What is Vimtex?

Vimtex is a vim plugin that provides support for writing latex in vim. It can also be used in neovim.

I use the LazyVim distro to base my setups on. Below are the plugins I use for my latex compilation.

Latex Compiler

I use latexmk to compile my documents. Below is my current working configuration of the global .latexmkrc file. I use lualatex because it is the most modern and has the best support for unicode and modern fonts.


$pdf_mode = 4; # sets lualatex to default engine.
$dvi_mode = 0;
$postscript_mode = 0;



return {
  lazy = false, -- lazy-loading will disable inverse search
  config = function()
    vim.api.nvim_create_autocmd({ "FileType" }, {
      group = vim.api.nvim_create_augroup("lazyvim_vimtex_conceal", { clear = true }),
      pattern = { "bib", "tex" },
      callback = function()
        vim.wo.conceallevel = 0
    vim.g.vimtex_mappings_disable = { ["n"] = { "K" } } -- disable `K` as it conflicts with LSP hover
    vim.g.vimtex_quickfix_method = vim.fn.executable("pplatex") == 1 and "pplatex" or "latexlog"

    vim.g.vimtex_view_method = "skim" -- <== macos specific, you can use zathura or sumatra or something else.
    vim.g.vimtex_view_skim_sync = 1
    vim.g.vimtex_view_skim_activate = 1
    vim.g.vimtex_view_skim_reading_bar = 1

    vim.g.vimtex_compiler_latexmk = {
      aux_dir = "./aux",
      out_dir = "./out",


Using this configuration, you can use \l keystroke to bring up the vimtex menu. It supports real-time compilation, meaning that the pdf viewer is automatically updated. I have it set such that it uses skim for the pdf viewer, which is specific to OsX, but you can change it to something else. The auxiliary files and final outputs are saved under aux and out of relative to the .tex file.



return {
  optional = true,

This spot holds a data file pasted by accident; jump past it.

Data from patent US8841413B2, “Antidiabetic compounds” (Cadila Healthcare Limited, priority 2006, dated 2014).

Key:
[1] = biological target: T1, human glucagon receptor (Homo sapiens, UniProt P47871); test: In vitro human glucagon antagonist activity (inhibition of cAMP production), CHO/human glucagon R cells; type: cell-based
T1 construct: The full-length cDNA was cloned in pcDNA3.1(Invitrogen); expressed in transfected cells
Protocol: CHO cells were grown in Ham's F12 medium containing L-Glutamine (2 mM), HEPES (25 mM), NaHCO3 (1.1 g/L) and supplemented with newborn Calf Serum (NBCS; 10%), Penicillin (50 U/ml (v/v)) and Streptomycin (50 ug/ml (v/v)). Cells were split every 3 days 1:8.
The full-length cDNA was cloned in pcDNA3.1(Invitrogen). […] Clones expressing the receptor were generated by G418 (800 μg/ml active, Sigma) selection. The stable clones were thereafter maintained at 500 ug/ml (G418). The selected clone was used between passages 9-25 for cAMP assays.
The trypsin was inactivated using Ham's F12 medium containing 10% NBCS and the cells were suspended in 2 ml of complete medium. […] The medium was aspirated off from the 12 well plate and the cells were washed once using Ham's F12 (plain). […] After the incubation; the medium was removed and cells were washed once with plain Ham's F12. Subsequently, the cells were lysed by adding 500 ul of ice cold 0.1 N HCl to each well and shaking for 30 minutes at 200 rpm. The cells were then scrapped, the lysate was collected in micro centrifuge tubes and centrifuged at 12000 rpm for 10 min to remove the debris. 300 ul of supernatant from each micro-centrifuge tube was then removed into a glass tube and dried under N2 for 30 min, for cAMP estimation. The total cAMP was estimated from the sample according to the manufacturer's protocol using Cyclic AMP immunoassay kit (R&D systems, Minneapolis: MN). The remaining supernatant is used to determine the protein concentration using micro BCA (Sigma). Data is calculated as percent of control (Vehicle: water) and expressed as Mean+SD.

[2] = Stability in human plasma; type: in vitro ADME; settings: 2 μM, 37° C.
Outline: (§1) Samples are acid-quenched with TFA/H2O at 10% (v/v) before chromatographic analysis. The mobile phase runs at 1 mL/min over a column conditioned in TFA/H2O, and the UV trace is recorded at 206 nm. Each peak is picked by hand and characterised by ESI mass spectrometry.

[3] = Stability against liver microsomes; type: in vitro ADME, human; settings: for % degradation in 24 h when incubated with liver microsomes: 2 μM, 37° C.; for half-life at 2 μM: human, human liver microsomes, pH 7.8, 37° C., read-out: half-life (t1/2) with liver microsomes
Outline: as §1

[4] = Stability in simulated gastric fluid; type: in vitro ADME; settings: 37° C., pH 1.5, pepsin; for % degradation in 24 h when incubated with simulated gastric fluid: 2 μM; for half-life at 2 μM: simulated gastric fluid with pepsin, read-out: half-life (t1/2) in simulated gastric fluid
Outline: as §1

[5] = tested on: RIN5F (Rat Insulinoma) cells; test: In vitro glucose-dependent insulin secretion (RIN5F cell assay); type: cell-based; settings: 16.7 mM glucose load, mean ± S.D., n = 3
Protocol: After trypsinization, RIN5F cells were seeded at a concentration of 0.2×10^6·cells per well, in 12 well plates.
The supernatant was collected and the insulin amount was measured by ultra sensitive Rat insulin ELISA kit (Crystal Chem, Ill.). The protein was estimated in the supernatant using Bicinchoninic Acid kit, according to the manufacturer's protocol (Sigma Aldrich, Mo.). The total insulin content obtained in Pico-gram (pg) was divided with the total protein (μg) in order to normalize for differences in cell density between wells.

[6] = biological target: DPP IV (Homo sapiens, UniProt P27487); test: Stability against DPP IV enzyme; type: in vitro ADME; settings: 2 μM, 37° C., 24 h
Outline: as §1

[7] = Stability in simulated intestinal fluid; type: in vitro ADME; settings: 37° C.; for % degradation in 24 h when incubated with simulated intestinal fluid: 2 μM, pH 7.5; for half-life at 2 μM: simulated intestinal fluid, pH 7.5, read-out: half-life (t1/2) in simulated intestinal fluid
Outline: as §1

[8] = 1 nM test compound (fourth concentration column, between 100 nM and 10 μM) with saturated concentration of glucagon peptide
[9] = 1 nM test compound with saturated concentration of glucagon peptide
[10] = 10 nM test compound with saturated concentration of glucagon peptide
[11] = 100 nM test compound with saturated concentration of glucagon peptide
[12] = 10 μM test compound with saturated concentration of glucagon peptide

opts = {
    format = {
      timeout_ms = 3000,
      async = false, -- not recommended to change
      quiet = false, -- not recommended to change
    formatters_by_ft = {
      ["tex"] = { "latexindent" },
      -- can add more here for different languages

Synatx Highlighting


return {
  opts = function(_, opts)
    vim.treesitter.language.register("markdown", "mdx")
    -- vim.list_extend(opts.highlight.disable, { "tsx" })
    if type(opts.ensure_installed) == "table" then
      vim.list_extend(opts.ensure_installed, {
        -- you can add more here
    if type(opts.highlight.disable) == "table" then
      vim.list_extend(opts.highlight.disable, { "latex", "bibtex" })
      opts.highlight.disable = { "latex", "bibtex" }


Custom snippets is one of the most powerful tools you can leverage when writing your latex with vim and vimtex. LuaSnip is the plugin that manages all types of snippets


return {
  dependencies = {
  opts = {
    history = true,
    delete_check_events = "TextChanged",
  config = function()
    local luasnip_loader = require("luasnip.loaders.from_vscode")
    luasnip_loader.lazy_load({ paths = { "./snippets" }})

The config function here ensures that my custom snippets appear first, so that I can override default snippets for common stuff like figure or table.

Note that I am using the relative path. Since everything under lua is loaded by nvim, this ends up pointing to ~/config/nvim/snippets.

Inside that directory, you can create a snippets file that uses vscode style snippets. In order to do this, you need to have a package.json file at the root of the snippets directory. You can also use subdirectories to maintain snippets for different purposes.


  "name": "custom-snippets",
  "contributes": {
    "snippets": [
        "language": [
        "path": "./latex/tex-snippets.json"

Again, note the use of relative paths. The relative path here starts from the directory that package.json is placed in.


  "Minipage": {
    "prefix": "minipage",
    "body": ["\\begin{minipage}[t]{$0\\textwidth}", "\\end{minipage}%"],
    "description": "Add a table"
  "Frame": {
    "prefix": "frame",
    "body": ["\\begin{frame}", "\t\\frametitle{$1}", "\\end{frame}", "$0"],
    "description": "Add a beamer frame"